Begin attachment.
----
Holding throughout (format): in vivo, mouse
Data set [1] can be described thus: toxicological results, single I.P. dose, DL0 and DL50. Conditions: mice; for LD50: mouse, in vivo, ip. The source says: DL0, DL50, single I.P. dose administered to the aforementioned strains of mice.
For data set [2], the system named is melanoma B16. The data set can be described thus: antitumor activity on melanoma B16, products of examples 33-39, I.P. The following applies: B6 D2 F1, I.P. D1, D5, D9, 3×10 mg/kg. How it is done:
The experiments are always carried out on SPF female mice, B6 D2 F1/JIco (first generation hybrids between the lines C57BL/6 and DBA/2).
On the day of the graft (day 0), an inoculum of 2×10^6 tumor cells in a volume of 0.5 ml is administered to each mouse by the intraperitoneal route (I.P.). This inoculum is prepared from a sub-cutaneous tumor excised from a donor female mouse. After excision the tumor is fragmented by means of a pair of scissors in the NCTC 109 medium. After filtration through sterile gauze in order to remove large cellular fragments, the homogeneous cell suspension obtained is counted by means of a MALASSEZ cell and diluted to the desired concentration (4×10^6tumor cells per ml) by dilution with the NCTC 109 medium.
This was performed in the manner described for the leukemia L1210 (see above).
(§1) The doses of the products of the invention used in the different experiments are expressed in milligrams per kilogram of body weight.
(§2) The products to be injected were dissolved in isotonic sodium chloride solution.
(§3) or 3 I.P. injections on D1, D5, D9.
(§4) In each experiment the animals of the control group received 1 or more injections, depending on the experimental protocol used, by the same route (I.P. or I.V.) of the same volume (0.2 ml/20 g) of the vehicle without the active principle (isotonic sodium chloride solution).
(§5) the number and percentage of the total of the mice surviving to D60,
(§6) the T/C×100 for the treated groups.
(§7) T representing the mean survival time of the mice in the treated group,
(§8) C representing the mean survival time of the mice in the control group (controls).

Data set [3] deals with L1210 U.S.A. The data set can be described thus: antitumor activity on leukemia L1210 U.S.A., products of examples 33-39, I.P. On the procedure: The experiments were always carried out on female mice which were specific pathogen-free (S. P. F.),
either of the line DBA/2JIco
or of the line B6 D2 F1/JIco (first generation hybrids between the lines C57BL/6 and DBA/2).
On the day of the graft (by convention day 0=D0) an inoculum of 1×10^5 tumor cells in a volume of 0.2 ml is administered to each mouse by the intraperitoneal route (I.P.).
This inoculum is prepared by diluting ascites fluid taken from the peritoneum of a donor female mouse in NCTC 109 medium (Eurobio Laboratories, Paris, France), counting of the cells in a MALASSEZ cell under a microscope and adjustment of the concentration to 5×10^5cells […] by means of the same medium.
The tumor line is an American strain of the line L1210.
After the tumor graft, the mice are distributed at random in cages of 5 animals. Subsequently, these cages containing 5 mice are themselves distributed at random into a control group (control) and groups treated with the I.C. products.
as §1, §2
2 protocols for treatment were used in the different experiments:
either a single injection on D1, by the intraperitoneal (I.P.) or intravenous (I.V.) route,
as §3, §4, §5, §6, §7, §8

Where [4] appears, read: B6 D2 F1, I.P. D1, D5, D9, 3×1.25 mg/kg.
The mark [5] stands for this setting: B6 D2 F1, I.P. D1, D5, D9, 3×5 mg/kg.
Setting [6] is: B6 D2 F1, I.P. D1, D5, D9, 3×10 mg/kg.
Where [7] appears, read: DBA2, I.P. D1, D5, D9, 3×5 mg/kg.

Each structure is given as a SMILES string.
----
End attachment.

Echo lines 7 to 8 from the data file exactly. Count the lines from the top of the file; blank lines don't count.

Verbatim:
(§1) The doses of the products of the invention used in the different experiments are expressed in milligrams per kilogram of body weight.
(§2) The products to be injected were dissolved in isotonic sodium chloride solution.